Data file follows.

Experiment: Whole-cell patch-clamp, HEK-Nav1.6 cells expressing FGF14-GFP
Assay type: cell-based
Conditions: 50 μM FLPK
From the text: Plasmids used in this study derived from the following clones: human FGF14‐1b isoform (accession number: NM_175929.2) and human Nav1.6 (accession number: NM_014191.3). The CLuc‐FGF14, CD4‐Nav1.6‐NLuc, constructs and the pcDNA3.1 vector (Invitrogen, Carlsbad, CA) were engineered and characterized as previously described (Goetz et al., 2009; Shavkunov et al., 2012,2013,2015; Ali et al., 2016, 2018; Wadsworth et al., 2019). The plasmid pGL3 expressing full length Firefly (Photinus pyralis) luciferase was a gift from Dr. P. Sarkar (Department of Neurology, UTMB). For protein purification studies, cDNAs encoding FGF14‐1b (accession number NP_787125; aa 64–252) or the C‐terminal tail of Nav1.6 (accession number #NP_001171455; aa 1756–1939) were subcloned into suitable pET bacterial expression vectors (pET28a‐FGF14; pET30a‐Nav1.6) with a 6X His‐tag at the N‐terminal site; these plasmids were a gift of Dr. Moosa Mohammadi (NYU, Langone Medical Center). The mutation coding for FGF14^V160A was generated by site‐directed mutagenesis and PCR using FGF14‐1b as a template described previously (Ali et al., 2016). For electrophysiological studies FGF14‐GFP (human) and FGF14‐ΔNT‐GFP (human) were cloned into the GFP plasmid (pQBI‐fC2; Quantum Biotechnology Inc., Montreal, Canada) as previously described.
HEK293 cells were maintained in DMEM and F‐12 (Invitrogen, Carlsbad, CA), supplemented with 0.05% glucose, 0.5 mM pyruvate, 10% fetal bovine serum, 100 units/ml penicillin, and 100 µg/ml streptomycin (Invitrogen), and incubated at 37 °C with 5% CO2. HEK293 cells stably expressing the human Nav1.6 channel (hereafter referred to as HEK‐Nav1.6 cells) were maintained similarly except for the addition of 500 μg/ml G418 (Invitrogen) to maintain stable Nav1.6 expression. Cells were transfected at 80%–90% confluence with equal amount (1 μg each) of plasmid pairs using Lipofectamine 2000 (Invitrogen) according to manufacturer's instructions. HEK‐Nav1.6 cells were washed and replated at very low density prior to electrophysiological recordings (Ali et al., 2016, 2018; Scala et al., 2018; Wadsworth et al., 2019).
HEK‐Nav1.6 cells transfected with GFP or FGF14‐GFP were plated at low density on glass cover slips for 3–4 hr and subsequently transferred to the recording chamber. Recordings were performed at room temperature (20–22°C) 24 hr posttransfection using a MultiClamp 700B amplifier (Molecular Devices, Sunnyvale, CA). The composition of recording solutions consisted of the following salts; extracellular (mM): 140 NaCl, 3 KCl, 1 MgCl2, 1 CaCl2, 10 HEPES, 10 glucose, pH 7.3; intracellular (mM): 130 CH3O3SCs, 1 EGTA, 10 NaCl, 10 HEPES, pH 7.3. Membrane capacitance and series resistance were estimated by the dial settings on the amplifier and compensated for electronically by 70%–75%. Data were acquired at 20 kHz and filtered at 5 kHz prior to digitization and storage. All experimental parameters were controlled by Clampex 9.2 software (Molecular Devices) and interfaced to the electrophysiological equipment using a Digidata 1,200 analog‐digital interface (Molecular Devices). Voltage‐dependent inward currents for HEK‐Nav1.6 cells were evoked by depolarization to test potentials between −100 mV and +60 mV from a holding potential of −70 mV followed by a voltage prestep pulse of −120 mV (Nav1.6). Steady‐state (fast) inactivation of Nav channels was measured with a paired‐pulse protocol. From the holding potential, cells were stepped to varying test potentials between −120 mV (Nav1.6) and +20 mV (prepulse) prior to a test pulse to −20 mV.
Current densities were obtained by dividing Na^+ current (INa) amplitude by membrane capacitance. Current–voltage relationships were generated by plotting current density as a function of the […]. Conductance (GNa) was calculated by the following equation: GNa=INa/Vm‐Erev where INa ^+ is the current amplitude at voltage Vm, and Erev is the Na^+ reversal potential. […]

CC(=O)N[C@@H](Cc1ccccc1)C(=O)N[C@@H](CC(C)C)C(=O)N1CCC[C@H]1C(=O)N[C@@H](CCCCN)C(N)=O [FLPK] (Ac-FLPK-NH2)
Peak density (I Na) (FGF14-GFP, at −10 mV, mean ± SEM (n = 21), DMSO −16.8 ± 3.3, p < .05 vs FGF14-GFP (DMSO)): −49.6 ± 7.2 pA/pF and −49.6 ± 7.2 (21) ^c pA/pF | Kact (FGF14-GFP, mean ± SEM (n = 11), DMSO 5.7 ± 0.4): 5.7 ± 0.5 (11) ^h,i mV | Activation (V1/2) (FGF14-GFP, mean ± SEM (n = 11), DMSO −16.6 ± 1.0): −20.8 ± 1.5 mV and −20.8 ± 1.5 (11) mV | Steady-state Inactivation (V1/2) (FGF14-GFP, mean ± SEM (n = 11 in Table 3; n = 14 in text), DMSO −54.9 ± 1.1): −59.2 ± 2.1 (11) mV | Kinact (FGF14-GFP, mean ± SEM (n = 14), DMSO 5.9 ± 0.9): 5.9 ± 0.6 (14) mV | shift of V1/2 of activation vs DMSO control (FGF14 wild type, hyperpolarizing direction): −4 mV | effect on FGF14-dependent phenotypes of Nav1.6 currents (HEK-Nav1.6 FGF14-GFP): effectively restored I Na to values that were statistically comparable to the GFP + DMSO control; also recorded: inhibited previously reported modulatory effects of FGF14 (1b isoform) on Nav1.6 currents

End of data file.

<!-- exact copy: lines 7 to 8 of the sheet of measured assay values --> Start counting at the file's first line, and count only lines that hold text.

Current densities were obtained by dividing Na^+ current (INa) amplitude by membrane capacitance. Current–voltage relationships were generated by plotting current density as a function of the […]. Conductance (GNa) was calculated by the following equation: GNa=INa/Vm‐Erev where INa ^+ is the current amplitude at voltage Vm, and Erev is the Na^+ reversal potential. […]

CC(=O)N[C@@H](Cc1ccccc1)C(=O)N[C@@H](CC(C)C)C(=O)N1CCC[C@H]1C(=O)N[C@@H](CCCCN)C(N)=O [FLPK] (Ac-FLPK-NH2)